The Inconvenient Indian by Thomas King
Doubleday Canada, November 13, 2012 (Nonfiction)
My rating: Outstanding Adventure (5/5)
Fictions are less unruly than histories.
It’s that time again, for my monthly foray into nonfiction all in effort of facilitating my book club at work. Last month I tackled WWI and this month it’s a more complicated and controversial subject, Native relations in North America. This was not my pick for this month’s meeting, and I wasn’t exactly filled with excitement to read this one, but it’s a nominee for this year’s Evergreen Award, and we wanted to support the program at our book club. I should have been excited for this one, was it ever good. And I’m always happy when discussion flows at our meetings, although with this one, discussion got a little heated.
In Inconvenient Indian King takes an immensely complicated topic and distills it into something that’s accessible, and not only that, he also makes it engaging and lively. The issue of Native-White relations is not something that you’d generally perceive as something that’s lively. Heart wrenching, controversial, yes, but lively not so much. But King is one of a hell of a writer. He continually acknowledges the tough stuff but always demonstrates this with wit and the occasional sarcastic comment, which drives home the difficulties in the many contradictory interactions between White people and Natives, and it’s easy to guess just who’s behaving in a contradictory manner.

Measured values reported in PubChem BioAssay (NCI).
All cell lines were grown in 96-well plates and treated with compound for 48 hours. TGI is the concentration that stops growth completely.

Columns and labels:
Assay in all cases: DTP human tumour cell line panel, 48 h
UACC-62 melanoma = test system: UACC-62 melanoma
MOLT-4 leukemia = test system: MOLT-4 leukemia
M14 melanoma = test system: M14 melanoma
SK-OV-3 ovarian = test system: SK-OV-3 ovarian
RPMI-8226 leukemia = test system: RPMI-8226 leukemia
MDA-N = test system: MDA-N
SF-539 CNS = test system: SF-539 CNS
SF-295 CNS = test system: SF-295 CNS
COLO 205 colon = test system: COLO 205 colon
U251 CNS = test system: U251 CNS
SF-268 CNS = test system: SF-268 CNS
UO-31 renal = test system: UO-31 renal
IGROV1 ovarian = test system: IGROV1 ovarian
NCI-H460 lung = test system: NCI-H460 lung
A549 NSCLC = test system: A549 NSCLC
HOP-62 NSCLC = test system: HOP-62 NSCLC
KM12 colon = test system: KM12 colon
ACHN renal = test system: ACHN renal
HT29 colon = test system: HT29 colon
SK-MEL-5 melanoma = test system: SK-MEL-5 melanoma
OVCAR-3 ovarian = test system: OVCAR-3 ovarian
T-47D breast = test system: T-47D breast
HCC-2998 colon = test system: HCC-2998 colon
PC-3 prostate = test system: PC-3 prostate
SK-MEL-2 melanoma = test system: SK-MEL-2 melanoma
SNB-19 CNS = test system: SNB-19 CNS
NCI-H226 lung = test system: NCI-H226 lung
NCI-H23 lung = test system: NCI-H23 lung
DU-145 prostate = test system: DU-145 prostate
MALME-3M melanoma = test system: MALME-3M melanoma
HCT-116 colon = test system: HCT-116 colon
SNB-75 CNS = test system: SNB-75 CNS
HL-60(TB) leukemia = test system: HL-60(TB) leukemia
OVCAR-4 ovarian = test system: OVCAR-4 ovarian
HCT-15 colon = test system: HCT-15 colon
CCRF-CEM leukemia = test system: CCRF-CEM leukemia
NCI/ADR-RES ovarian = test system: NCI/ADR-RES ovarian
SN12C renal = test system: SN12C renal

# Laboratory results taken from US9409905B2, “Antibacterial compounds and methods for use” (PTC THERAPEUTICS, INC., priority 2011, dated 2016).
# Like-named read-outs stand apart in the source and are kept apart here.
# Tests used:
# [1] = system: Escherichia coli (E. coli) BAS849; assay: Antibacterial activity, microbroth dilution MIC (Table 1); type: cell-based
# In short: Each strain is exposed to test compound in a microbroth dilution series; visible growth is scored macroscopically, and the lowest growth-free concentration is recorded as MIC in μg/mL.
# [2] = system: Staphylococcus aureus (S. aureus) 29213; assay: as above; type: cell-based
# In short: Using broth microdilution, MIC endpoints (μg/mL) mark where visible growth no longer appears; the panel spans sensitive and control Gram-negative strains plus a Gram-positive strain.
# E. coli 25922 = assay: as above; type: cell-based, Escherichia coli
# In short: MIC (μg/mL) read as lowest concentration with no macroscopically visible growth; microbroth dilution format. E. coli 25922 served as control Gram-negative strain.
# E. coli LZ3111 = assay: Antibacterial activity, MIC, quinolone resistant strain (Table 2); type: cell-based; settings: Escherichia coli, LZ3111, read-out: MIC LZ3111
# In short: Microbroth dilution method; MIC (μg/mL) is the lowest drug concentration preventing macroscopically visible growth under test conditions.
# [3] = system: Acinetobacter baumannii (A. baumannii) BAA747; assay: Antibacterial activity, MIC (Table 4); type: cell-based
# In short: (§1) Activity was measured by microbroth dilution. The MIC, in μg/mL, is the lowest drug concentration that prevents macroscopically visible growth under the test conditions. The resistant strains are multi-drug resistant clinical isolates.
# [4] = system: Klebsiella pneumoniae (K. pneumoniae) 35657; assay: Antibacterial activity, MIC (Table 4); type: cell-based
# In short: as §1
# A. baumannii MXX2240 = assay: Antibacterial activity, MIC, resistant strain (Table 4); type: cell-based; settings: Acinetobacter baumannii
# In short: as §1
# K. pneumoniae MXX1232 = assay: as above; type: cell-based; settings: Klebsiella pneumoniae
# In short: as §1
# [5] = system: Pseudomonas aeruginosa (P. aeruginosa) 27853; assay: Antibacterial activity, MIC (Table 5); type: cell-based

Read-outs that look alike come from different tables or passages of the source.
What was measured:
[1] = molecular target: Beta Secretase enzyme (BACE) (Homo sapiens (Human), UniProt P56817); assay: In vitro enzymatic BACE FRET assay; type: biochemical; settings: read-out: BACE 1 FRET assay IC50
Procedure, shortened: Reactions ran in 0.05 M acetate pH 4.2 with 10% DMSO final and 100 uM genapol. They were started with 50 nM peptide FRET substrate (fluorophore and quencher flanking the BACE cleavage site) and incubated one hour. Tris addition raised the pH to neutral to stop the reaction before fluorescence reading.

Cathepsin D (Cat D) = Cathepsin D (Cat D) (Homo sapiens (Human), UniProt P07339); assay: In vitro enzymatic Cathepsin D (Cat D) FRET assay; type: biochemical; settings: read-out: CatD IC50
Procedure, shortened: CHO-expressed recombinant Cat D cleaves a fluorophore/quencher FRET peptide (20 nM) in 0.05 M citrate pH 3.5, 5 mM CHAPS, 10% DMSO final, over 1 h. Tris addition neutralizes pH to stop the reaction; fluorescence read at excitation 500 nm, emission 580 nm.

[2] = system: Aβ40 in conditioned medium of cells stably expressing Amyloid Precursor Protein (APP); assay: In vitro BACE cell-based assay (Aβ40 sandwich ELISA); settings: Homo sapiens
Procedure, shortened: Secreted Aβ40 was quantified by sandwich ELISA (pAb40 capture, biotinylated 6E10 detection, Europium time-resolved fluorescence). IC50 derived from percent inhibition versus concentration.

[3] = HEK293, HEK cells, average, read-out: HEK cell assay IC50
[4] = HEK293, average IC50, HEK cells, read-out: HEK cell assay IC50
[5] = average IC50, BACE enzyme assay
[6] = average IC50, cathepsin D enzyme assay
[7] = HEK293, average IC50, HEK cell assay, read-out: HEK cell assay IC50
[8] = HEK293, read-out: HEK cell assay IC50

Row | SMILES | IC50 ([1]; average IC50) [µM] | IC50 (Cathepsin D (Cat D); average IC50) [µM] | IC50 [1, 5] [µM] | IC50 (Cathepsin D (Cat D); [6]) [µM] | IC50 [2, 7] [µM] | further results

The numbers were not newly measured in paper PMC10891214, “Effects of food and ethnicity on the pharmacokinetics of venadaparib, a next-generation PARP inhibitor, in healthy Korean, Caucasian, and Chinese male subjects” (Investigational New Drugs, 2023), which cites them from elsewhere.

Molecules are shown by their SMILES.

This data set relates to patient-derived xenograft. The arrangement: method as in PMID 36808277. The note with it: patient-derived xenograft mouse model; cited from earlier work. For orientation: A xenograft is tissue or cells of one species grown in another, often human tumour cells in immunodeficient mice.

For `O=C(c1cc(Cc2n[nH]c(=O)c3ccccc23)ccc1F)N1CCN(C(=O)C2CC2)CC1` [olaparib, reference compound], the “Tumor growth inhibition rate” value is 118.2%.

While I loved King’s engaging and dynamic style of writing, the concepts that he brought up where also vastly interesting and have really opened my eyes to a history and political issue that I knew next to nothing about. Now, I remember those Canadian history classes from elementary school to university and they always cover the “contact” period between the Natives and the European settlers. That said, I don’t recall my history classes ever truly examining the severe ramifications of these two cultures meeting. King does this in a way that’s meaningful.
What I also liked was how King forces readers to consider how history is crafted in chapter one. I’ve thought a lot about how the media manipulates information, but this served as a reminder that someone is writing history as well.